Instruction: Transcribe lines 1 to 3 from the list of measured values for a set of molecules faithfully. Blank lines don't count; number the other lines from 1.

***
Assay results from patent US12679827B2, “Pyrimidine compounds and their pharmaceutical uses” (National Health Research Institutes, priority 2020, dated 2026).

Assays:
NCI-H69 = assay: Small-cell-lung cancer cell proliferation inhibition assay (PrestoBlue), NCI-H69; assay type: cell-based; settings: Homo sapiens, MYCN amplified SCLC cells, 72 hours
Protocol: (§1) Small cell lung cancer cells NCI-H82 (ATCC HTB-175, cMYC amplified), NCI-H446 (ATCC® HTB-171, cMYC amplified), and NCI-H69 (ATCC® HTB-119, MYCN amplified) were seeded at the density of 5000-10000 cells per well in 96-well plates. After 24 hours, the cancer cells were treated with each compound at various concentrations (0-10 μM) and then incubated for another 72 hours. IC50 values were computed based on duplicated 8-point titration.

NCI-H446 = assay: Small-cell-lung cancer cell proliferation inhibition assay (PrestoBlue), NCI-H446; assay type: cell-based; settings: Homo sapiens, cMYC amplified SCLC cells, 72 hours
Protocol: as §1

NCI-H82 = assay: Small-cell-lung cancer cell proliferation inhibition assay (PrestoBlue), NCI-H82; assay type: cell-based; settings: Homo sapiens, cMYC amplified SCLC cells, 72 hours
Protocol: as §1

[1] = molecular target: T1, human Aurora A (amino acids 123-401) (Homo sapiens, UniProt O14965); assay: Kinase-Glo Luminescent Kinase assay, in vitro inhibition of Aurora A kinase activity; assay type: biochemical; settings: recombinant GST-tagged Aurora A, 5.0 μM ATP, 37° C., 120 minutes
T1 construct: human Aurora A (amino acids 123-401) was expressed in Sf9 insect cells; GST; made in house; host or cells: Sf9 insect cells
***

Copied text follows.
Assay results from patent US12679827B2, “Pyrimidine compounds and their pharmaceutical uses” (National Health Research Institutes, priority 2020, dated 2026).

Assays:
NCI-H69 = assay: Small-cell-lung cancer cell proliferation inhibition assay (PrestoBlue), NCI-H69; assay type: cell-based; settings: Homo sapiens, MYCN amplified SCLC cells, 72 hours